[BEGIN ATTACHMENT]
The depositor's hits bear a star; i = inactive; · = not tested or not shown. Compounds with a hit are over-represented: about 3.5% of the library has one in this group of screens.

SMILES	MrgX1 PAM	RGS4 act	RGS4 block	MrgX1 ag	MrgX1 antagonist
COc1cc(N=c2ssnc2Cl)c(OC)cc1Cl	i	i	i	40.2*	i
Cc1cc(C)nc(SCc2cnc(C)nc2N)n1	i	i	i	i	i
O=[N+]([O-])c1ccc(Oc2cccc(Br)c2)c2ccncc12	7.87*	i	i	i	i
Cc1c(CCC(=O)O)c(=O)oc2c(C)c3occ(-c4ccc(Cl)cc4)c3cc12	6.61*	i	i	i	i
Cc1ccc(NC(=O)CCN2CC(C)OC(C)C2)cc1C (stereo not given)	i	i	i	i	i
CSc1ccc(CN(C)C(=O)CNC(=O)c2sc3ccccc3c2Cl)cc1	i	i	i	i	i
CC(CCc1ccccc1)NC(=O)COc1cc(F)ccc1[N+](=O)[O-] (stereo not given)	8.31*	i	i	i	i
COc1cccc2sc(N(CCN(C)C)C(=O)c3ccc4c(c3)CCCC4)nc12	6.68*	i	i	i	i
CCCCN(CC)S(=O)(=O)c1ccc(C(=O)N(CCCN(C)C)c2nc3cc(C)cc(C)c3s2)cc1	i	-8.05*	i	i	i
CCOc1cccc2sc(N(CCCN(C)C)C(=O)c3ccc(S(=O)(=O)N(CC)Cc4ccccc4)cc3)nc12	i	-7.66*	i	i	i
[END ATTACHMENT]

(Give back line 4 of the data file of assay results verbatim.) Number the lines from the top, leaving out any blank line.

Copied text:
Cc1cc(C)nc(SCc2cnc(C)nc2N)n1	i	i	i	i	i